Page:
Community banks that put their customers first increasingly seem to be an endangered financial species as big banks grow ever bigger. And heightening such concerns is the lack of community banking representation on the Federal Reserve Board of Governors under incoming Fed chief Janet Yellen.
There are nearly 7,000 community banks in the United States. While they hold just 14 percent of financial industry assets, they nevertheless provide almost half the small loans that go to farms and small businesses that employ 4 million Americans. And community banks also serve rural areas and smaller towns that big banks don't, according to a 2012 Federal Deposit Insurance Corp. report.
The two Fed governors with retail banking backgrounds have left the board. President Obama's nominees to replace them lack such experience. That's particularly worrisome as smaller banks scramble to cope with new regulations that the Fed is issuing under 2010's dubious Dodd-Frank Act.
And it leaves the Fed board without members who know the day-to-day concerns of typical Americans firsthand. The input of community bankers is as necessary for the Fed board as are community banks for a healthy economy.
Community bankers must rejoin the ranks of the Fed's governors as other vacancies occur. To function most effectively for America and the economy as a whole, the Fed board must know what's on the minds of Wall Street bankers but those on Main Street, too.
TribLive commenting policy
You are solely responsible for your comments and by using TribLive.com you agree to our Terms of Service.
We moderate comments. Our goal is to provide substantive commentary for a general readership. By screening submissions, we provide a space where readers can share intelligent and informed commentary that enhances the quality of our news and information.
While most comments will be posted if they are on-topic and not abusive, moderating decisions are subjective. We will make them as carefully and consistently as we can. Because of the volume of reader comments, we cannot review individual moderation decisions with readers.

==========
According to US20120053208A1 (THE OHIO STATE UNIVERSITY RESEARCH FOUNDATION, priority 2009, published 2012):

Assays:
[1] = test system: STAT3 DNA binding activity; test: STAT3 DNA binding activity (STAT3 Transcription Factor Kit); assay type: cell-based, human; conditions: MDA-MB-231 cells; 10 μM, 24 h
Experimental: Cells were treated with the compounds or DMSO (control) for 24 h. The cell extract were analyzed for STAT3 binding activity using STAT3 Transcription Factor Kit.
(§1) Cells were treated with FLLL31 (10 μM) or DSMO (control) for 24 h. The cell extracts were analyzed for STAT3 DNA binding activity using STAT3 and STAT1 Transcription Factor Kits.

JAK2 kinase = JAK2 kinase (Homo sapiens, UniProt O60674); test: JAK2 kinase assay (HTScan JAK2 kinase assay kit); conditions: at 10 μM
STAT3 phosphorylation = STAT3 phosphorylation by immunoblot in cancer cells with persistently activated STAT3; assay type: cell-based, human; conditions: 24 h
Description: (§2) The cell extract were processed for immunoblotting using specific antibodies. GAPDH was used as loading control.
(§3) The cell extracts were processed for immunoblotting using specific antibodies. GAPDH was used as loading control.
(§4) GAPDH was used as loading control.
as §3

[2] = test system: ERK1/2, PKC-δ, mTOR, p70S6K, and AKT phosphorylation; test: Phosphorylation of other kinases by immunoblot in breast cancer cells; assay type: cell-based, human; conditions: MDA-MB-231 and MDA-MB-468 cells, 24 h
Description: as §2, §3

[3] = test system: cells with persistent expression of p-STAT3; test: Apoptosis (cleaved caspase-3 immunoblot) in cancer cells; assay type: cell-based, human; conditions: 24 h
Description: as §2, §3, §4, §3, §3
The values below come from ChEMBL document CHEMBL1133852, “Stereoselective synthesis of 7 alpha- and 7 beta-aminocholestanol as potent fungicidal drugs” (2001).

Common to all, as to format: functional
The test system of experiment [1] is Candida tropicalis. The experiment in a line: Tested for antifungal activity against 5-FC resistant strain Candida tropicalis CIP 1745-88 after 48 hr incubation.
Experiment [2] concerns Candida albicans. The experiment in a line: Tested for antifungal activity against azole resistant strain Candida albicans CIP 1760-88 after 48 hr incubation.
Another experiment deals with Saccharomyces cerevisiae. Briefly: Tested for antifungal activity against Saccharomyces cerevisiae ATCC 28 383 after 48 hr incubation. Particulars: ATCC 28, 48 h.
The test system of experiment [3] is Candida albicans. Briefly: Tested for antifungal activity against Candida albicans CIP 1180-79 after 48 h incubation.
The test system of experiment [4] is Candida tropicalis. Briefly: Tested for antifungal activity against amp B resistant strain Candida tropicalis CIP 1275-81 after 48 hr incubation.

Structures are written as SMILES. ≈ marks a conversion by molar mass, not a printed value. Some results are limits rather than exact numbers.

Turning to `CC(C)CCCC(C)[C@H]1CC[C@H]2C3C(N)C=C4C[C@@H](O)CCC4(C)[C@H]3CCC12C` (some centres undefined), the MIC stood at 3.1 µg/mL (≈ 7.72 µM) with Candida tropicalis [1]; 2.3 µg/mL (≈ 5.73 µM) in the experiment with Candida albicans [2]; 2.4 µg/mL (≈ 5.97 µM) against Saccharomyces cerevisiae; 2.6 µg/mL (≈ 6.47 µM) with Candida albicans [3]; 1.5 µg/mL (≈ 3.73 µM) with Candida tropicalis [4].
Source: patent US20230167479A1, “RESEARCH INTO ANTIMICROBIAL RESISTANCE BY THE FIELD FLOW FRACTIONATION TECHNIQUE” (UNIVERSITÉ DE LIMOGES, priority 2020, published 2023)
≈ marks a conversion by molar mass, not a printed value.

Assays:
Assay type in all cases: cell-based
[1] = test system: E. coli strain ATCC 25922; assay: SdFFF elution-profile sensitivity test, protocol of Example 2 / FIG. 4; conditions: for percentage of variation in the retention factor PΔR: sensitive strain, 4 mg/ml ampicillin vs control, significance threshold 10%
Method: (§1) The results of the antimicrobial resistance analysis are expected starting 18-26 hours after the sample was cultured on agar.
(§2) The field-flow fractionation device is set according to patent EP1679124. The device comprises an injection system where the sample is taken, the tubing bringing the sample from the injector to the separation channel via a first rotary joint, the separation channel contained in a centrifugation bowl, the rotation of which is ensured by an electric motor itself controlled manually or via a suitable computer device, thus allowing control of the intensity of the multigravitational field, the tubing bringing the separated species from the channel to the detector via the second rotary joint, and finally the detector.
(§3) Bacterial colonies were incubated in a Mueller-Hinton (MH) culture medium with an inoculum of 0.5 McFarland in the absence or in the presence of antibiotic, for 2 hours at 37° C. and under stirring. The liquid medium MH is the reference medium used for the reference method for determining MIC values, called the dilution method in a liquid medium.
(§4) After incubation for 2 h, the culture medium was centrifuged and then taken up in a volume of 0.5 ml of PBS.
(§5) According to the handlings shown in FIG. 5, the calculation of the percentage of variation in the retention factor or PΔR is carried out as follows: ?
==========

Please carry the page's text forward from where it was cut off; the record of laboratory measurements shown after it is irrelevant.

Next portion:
We value thoughtful comments representing a range of views that make their point quickly and politely. We make an effort to protect discussions from repeated comments either by the same reader or different readers.
We follow the same standards for taste as the daily newspaper. A few things we won't tolerate: personal attacks, obscenity, vulgarity, profanity (including expletives and letters followed by dashes), commercial promotion, impersonations, incoherence, proselytizing and SHOUTING. Don't include URLs to Web sites.
We do not edit comments. They are either approved or deleted. We reserve the right to edit a comment that is quoted or excerpted in an article. In this case, we may fix spelling and punctuation.
We welcome strong opinions and criticism of our work, but we don't want comments to become bogged down with discussions of our policies and we will moderate accordingly.
We appreciate it when readers and people quoted in articles or blog posts point out errors of fact or emphasis and will investigate all assertions. But these suggestions should be sent via e-mail. To avoid distracting other readers, we won't publish comments that suggest a correction. Instead, corrections will be made in a blog post or in an article.